Reporter Journal / Chang Jun

Chinese treasure the experiences, friendships that travel provides

By Chang Jun (China Daily USA) Updated: 2017-10-17 11:09

Chinese believe travel and meeting with different people can expand one's vision and improve understanding and trust. That long-held belief is exemplified in the Chinese saying, "It's better to travel 10,000 miles than to read 1,000 books."

Some of the travel stories, such as President Xi Jinping's first visit to Iowa in May 1985 as the party secretary in Zhengding county, Hebei province, have become deeds praised far and wide through word of mouth.

Heading a five-member delegation to investigate corn processing in the American agriculture state, Xi lived in the bedroom of the son of a local family in Muscatine, Eleanor and Thomas Dvorchak, and joined them for "big breakfasts with coffee and tea every day during their stay," as recalled Eleanor. "They were lovely and high-spirited young people, and we are deeply impressed by Xi, with his modesty and friendliness."

Xi returned to Iowa in February 2012 as the vice-president of China to continue the friendship. This time, he went to farms, joined a local resident's birthday party and picnicked on a boat.

Xi told Americans, "I feel so great to see my old friends in Muscatine after 27 years. I remember the old days because you are my first American friends, and the short stay here helped me shape a general picture about the US."

How sweet the experience was, so valuable as well! It brings people of different backgrounds closer and creates memories to be cherished for a lifetime regardless of ideological differences.

In order to strengthen mutual understanding and people-to-people exchanges between the US and China, China's tourism industry watchdog and practitioners throughout the country vowed to initiate more fun-filled programs and provide tailored services for the American general public.

Last week, the China National Tourism Administration (CNTA) led a delegation of 80 from 18 provinces, municipalities and autonomous regions in China to continue their "Beautiful China - World Heritage Tourism Promotion Event" in North America, and visited San Francisco on Saturday.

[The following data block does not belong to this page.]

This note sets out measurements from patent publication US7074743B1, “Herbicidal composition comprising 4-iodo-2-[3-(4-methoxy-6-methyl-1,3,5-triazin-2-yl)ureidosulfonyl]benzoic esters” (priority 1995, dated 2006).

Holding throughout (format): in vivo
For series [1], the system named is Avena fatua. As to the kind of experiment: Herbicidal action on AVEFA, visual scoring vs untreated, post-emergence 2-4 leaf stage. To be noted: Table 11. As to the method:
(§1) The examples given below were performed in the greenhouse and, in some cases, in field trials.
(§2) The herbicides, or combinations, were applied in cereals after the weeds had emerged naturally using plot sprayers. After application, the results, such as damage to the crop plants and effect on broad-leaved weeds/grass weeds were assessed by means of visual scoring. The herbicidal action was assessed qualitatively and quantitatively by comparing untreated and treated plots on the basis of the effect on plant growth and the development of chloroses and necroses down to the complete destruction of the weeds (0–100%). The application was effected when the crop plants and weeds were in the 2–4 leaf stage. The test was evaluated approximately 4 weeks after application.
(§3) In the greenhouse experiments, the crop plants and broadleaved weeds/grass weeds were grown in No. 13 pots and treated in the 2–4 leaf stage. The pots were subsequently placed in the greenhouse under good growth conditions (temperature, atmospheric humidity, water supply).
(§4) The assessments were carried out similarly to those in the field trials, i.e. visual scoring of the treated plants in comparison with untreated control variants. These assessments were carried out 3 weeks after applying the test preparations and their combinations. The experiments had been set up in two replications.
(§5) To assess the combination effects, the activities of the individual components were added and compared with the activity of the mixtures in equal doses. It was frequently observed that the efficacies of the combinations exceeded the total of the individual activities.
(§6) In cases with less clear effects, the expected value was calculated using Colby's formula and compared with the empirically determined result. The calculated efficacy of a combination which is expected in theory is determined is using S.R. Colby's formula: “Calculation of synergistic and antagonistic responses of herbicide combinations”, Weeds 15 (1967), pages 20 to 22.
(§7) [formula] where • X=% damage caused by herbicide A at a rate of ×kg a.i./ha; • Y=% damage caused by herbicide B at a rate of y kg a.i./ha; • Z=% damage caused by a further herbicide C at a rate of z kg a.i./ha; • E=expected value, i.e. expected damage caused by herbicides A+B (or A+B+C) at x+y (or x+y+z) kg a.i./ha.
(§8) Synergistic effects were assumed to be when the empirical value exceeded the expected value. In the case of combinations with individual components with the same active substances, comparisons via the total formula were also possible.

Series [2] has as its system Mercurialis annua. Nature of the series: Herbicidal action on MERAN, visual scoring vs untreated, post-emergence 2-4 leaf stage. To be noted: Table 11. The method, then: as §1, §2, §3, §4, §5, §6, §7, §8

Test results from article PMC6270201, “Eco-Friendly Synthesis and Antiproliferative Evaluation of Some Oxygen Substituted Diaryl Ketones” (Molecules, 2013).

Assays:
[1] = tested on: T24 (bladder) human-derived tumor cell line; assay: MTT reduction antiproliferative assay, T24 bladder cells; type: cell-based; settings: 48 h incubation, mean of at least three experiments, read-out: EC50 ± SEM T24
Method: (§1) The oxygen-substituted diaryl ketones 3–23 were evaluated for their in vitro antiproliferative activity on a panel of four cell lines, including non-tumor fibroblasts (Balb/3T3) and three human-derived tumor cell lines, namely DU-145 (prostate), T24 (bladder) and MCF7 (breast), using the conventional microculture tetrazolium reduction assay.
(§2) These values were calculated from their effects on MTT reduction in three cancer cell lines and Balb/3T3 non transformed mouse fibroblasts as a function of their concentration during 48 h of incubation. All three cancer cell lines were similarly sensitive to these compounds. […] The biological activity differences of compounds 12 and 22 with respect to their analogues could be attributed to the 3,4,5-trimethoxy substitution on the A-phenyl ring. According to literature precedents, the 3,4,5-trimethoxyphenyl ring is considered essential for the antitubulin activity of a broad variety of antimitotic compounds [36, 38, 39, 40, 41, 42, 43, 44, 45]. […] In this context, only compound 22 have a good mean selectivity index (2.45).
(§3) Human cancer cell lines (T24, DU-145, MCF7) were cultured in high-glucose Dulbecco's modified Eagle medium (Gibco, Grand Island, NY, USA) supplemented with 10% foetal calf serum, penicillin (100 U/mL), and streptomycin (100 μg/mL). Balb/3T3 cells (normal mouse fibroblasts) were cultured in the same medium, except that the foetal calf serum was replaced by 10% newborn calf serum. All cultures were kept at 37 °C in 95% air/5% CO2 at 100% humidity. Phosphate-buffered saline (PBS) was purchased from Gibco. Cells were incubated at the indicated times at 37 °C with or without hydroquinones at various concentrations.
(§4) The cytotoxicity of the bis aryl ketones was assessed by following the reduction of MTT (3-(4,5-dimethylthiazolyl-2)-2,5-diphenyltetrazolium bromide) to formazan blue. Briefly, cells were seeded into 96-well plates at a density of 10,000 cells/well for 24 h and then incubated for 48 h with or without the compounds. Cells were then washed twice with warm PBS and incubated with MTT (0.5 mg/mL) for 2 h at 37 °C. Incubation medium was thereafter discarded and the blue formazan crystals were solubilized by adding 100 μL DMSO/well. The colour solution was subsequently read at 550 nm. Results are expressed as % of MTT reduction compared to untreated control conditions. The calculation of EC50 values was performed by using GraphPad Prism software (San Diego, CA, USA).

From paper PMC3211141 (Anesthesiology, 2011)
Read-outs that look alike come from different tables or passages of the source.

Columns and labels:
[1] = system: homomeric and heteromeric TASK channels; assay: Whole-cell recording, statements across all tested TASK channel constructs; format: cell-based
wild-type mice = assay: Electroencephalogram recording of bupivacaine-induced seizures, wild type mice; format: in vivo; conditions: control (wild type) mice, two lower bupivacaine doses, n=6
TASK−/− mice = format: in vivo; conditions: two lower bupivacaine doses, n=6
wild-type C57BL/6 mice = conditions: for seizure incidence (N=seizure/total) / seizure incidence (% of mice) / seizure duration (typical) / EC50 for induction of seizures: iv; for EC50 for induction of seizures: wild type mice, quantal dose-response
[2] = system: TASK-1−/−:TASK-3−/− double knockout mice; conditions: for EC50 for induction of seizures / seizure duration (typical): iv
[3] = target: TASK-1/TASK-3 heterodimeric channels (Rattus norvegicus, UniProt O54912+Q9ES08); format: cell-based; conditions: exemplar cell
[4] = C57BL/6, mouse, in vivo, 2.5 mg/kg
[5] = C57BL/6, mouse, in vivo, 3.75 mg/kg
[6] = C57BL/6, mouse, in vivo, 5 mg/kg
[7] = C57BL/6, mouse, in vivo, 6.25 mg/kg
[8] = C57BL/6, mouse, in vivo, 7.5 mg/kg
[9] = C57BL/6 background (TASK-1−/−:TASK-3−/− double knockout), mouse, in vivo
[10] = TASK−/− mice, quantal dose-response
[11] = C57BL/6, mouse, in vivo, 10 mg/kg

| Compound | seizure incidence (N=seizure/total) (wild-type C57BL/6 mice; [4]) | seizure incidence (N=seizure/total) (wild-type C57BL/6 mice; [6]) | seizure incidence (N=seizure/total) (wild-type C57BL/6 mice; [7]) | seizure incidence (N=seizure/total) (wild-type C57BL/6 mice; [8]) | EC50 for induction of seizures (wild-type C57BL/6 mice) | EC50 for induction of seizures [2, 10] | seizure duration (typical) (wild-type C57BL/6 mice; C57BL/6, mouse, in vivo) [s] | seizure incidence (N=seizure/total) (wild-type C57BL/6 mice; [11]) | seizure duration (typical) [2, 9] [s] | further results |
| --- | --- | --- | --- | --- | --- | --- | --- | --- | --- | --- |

At the Asian Art Museum in downtown San Francisco, big pictures capturing the allure of China's 52 UNESCO World Heritage sites hang along the aisle. Booths set up around the hallway and staff from the 18 areas introduced museum patrons to China's local attractions.

"From the iconic Great Wall in Beijing to Fujian Province's Kulangsu Settlement, the newest 2017 addition to UNESCO World Cultural Heritage, China boasts a long list of must-see attractions," said Wang Xiaofeng, vice-chairman of the CNTA at his speech.

Kulangsu, or better known as Gulangyu Island in China, is a pedestrian-only isle in Xiamen, Fujian province. It is renowned for its winding seashore, high density of forest and grassland and cluster of European-style mansions and villas.

Luo Linquan, consul general of China's Consulate General in San Francisco, said tourism is an effective way to expand the friendship between China and the United States, adding that about 5.32 million people from both countries visited the other in 2016, up 12 percent over the previous year.

"The US has now become China's third-largest source of tourists, with an average 2.1 million people visiting China annually," he said.

More than 3 million Chinese tourists visited the United States in 2016, making it the fourth-largest destination market of China, Luo added.

Bill Knickerbocker, president of Walnut Creek, California-based travel agency the Executive Ventures, said China might need to prepare more specialized programs for American tourists.

"My clients complained that they don't want to see the big threes - Beijing, Shanghai and Guangzhou - any longer. Anything that is really exciting. For example, could the local cities provide a 'one day with the locals' trip?"

He suggested agencies develop new travel itineraries for destinations and activities that speak directly to American interests, including thematic itineraries such as archeological expeditions and the great outdoors.

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